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The expression brute vastness is taken from the same work of Milton, where he relates the death of Morindus. fitted to such a beastial cruelty was his end; for hearing of a huge monster that from the Irish sea infested the coast, and in the pride of his strength foolishly attempting to set manly valour against a brute vastness, when his weapons were all in vain, by that horrible mouth he was catched up and devoured.”
Page 142. line 445.
This is a favour. “ The tournelles adjoining to the bridge was kept by Glacidas (one of the most resolute captains among the English), having well encouraged his men to defend themselves and to fight for their lives.
• The skirmish begins at nine of the clock in the morning, and the ladders are planted. A storm of English arrows falls upon our men with such violence as they recoiled. How now!' saith the Virgin,' have we begun so well to end so ill ? let us charge! they are our own, seeing God is on our side !' so every one recovering his forces, flocks about the Virgin. The English double the storm upon the thickest of the troops. The Virgin fighting in the foremost ranks and encouraging her men to do well was shot through the arm with an arrow; she, nothing amazed, takes the arrow in one hand and her sword in the other, · This is a favour !' says she, • let us go on! they cannot escape the hand of GOD!'”
Chapelain has dilated this exclamation of the Maid into a ridiculous speech.
Quoy! valeureux Guerriers, quoy! dans vostre avantage
de sang perdu vous fait perdre courage! .
Page 143. line 458. -Glacidas. I can make nothing English of this name. Monstrellet calls him Clacedas and Clasendas. Daniel says the principal leaders of the English were Suffolk, Talbot, Scales, Fastolffe, et un nommé Glacidas ou Clacidas, dont le mérite suppléant à la naissance, l'avoit fait parvenir aux premières charges de r'armée.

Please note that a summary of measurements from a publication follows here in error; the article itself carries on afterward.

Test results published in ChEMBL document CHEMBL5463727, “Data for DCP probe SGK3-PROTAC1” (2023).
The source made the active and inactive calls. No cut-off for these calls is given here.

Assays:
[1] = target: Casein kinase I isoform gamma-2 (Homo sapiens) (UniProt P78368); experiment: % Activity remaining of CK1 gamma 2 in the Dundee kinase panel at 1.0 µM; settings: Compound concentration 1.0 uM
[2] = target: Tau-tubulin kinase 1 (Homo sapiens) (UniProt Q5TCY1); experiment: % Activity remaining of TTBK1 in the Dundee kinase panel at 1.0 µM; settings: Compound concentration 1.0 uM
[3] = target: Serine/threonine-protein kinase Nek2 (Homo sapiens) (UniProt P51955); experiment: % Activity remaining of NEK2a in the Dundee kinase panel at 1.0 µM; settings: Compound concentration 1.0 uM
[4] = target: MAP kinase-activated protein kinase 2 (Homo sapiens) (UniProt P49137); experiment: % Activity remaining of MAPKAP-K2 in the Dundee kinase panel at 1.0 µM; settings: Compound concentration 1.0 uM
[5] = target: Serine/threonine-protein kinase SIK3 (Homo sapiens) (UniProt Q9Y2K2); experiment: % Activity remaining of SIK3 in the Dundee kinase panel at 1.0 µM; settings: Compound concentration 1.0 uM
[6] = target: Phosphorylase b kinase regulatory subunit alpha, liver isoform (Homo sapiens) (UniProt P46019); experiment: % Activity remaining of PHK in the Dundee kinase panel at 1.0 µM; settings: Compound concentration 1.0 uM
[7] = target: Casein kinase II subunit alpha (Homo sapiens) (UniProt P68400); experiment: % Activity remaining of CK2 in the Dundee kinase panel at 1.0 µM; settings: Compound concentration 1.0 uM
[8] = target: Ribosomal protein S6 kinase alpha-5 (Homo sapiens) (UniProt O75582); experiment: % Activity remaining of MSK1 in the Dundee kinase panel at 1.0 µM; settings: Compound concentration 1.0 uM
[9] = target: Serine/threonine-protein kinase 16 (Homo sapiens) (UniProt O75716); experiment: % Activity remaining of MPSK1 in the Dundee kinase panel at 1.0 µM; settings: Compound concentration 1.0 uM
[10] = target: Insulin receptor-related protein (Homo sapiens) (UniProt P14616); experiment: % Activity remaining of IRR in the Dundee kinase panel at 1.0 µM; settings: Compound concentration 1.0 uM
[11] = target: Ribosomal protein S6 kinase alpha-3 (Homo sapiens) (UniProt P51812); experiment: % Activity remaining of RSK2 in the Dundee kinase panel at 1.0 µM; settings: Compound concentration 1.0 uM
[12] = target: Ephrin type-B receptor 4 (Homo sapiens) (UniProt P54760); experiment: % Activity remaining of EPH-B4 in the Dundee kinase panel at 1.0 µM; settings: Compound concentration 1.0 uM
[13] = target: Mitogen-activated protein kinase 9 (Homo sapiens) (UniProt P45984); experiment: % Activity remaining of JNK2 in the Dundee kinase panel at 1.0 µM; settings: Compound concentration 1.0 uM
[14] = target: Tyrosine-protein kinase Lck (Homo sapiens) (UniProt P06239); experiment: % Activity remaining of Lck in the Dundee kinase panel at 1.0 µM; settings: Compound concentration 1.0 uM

The importance attached to a second name is well exemplified by an extract Selden, relating to “ the creation of Rohert earle of Glocester natural sonne to king Henry I. The king having speech with Mabile the sole daughter and heire of Robert Fitz Hayman lord of Glocester, told her (as it is reported in an old English rithmical story attributed to one Robert of Glocester), that
-he seold his sone to her spousing avonge,
Therefore, syre, vor Godes love, ne let me non mon owe,
The king understood that the maid ne sede non outrage,
Selden's Titles of Honor.
Page 143. line 462. Seeking the inner court. On entering the outer gate, the next part that presented itself was the outer ballium or bailey, separated from the inner ballium by a strong embattled wall and towered gate.
Page 146. line 536. The engines shower'd their sheets of